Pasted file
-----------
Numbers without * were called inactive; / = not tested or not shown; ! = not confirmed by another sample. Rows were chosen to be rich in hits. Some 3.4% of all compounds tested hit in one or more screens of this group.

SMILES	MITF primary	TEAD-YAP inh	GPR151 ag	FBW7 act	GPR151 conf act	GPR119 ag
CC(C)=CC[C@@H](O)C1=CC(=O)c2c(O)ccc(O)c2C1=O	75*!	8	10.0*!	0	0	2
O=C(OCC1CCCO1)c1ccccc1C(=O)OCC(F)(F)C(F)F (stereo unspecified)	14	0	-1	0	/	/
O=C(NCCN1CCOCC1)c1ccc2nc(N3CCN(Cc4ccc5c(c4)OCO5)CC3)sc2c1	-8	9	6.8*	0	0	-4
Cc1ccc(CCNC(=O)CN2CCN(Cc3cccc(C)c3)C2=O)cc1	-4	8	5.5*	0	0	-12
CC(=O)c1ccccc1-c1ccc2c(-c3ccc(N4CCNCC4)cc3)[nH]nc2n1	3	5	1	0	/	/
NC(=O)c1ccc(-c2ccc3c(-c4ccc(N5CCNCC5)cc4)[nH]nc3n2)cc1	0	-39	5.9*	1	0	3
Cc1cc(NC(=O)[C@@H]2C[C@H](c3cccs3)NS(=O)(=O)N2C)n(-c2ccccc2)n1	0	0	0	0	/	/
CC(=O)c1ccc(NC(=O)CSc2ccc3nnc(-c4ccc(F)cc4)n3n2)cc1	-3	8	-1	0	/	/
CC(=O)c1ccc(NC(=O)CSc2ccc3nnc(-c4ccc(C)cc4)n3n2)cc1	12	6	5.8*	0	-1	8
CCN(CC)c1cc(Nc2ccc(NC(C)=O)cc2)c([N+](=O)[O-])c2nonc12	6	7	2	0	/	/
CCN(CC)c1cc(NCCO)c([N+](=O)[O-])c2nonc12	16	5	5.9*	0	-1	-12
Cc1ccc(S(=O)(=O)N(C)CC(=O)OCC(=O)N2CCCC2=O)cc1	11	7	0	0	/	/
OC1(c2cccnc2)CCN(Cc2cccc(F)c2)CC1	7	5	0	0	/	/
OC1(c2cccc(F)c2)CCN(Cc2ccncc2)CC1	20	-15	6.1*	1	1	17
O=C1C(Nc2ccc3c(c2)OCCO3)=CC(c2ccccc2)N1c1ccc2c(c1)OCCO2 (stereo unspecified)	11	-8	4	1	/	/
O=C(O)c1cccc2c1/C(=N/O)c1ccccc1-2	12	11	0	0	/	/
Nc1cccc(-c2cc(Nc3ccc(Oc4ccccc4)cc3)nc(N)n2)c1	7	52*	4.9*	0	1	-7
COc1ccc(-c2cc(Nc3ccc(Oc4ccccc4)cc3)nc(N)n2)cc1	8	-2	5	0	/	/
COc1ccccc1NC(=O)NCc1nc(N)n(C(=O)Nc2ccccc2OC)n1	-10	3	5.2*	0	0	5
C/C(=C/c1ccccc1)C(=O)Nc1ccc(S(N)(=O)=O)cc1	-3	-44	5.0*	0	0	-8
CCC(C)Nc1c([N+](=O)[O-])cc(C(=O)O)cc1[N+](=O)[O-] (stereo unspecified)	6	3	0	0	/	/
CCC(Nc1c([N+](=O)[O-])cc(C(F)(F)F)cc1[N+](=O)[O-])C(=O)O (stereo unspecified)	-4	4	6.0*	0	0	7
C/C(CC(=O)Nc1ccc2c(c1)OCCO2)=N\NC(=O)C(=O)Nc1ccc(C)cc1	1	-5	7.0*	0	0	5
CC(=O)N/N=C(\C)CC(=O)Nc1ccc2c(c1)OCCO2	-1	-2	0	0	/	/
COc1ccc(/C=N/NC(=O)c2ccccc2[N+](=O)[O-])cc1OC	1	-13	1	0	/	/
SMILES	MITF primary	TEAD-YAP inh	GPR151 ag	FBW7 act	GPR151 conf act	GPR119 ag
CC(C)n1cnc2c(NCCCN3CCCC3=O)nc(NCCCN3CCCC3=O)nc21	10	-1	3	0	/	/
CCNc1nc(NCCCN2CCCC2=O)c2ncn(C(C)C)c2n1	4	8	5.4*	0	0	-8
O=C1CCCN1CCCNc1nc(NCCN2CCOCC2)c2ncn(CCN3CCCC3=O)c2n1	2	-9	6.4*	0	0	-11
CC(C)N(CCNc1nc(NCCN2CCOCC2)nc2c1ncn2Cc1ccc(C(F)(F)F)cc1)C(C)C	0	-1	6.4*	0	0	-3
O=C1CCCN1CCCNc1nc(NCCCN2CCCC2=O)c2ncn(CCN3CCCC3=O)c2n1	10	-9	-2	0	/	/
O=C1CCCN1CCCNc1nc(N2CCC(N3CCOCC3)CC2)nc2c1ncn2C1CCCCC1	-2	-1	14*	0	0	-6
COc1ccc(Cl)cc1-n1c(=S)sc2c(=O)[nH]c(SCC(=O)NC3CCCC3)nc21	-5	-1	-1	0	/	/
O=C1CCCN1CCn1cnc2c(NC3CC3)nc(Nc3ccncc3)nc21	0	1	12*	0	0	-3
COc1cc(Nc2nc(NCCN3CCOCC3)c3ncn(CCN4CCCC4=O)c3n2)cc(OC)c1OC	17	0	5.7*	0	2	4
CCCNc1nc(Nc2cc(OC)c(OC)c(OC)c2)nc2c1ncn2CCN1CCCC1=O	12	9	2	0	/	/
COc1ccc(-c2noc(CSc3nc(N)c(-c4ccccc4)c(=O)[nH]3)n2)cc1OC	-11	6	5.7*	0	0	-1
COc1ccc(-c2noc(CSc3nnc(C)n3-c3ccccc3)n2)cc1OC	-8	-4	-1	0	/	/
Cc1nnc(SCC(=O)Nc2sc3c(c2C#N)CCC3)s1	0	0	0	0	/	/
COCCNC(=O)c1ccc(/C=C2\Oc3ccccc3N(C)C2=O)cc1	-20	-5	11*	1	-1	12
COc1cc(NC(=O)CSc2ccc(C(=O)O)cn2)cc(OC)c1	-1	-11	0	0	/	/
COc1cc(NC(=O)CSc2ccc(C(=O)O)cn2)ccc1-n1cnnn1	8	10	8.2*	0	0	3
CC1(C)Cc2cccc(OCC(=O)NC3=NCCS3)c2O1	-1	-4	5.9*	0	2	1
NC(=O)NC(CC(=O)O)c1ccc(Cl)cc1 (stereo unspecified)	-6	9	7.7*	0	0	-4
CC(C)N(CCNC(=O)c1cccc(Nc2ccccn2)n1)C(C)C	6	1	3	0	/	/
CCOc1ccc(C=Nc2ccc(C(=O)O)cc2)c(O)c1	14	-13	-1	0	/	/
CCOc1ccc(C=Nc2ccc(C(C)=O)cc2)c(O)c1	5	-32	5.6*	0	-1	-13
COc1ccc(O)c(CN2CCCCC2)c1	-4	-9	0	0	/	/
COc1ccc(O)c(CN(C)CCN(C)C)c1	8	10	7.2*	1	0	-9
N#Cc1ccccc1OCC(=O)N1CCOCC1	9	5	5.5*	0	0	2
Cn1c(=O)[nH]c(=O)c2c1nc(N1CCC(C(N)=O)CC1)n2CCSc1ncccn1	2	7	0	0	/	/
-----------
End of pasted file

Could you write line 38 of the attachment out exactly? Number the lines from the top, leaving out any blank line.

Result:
CCCNc1nc(Nc2cc(OC)c(OC)c(OC)c2)nc2c1ncn2CCN1CCCC1=O	12	9	2	0	/	/